Susan B. Anthony and Matilda Joslyn Gage disrupt the official U.S. Centennial program at Independence Hall in Philadelphia, presenting a “Declaration of Rights for Women.”
California Senator A.A. Sargeant introduces the Woman Suffrage Amendment into Congress. It includes the language that would eventually become the 19th Amendment to the U.S. Constitution.
The National Women Suffrage Association and the American Women Suffrage Association merge to form the National American Woman Suffrage Association (NAWSA), led by Elizabeth Cady Stanton. As the movement's mainstream organization, NAWSA wages state-by-state campaigns to obtain voting rights for women.
The National Association of Colored Women is formed with the goal of achieving equality for women of color. The association brings together more than 100 black women's clubs. Leaders include Josephine St. Pierre Ruffin, Mary Church Terrell, and Anna Julia Cooper.
The National Association Opposed to Woman Suffrage (NAOWS) is organized.
Theodore Roosevelt's Bull Moose Party becomes the first national major political party to support women’s suffrage.
Suffragists organize a parade down Pennsylvania Avenue in Washington, DC. Known as the Woman Suffrage Procession, it was the first public demonstration in the nation’s capital for women’s suffrage and called participants to “march in a spirit of protest against the present political organization of society, from which women are excluded.”
Alice Paul and Lucy Burns form the Congressional Union for Women Suffrage. Their focus is lobbying for a federal constitutional amendment to secure the national right to vote for women.
Mabel Vernon and Sara Bard Field lead a transcontinental tour which gathers over 500,000 signatures on petitions to Congress in favor of women’s suffrage.
Alice Paul and her colleagues rename the Congressional Union the National Woman's Party (NWP) and began introducing some of the methods used by the suffrage movement in Britain. Tactics include demonstrations, parades, mass meetings, and picketing the White House over the refusal of President Woodrow Wilson and other incumbent Democrats to actively support the Suffrage Amendment.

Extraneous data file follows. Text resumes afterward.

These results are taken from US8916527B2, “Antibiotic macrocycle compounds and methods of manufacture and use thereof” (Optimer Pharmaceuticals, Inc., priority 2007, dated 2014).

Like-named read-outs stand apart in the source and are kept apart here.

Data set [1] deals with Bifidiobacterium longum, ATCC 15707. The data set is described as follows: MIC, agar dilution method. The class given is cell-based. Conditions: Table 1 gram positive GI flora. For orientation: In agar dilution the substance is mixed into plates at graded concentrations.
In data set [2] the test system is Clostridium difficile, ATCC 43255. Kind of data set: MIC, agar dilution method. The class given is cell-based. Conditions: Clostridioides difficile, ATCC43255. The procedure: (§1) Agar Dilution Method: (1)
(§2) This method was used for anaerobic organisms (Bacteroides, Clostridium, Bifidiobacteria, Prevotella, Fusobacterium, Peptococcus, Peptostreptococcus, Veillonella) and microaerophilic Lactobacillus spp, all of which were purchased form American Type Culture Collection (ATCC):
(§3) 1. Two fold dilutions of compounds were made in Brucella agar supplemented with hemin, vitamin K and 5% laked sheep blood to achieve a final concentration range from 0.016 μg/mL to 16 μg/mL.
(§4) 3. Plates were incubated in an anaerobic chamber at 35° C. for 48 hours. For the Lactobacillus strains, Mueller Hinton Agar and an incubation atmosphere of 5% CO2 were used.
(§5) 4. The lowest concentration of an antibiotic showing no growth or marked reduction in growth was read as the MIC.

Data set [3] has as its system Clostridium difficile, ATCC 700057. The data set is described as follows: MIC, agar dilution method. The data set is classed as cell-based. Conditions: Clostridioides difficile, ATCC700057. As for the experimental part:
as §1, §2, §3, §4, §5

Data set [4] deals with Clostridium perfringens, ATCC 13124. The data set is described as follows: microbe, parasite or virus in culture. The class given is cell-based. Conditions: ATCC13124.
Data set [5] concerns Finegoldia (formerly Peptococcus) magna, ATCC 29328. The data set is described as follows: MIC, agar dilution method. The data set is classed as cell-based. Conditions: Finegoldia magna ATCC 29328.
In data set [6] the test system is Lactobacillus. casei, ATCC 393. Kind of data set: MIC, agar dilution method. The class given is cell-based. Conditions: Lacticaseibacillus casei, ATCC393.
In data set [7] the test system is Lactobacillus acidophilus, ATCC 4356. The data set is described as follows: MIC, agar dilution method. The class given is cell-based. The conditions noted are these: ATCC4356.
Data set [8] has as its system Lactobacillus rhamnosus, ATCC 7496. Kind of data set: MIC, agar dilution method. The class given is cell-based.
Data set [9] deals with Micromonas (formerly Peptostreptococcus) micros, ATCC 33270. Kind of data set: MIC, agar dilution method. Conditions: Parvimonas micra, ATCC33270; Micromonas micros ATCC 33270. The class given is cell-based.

Jeannette Rankin of Montana is the first woman elected to the House of Representatives. Woodrow Wilson states that the Democratic Party platform will support suffrage.
United States enters World War I.
Picketers are arrested on charges of “obstructing traffic,” during a demonstration. Alice Paul and others are convicted and incarcerated at the Occoquan Workhouse in Virginia. While imprisoned, Alice Paul begins a hunger strike and is forcibly fed a mixture of eggs and milk for nutrition.
In January, after much bad press about the treatment of Alice Paul and the other imprisoned women, and the country still at war in World War I, President Wilson announces that women's suffrage is urgently needed as a "war measure." World War I ends in November.
The Woman Suffrage Amendment, originally written by Susan B. Anthony and introduced in Congress in 1878, is passed by the House of Representatives and the Senate. It is then sent to the states for ratification. Wisconsin and Illinois are the first states to ratify.
The League of Women Voters forms
After Tennessee becomes the 36th state to ratify, the 19th Amendment to the Constitution is certified as law, granting American women the national right to vote.
Its work completed, the NAWSA disbands.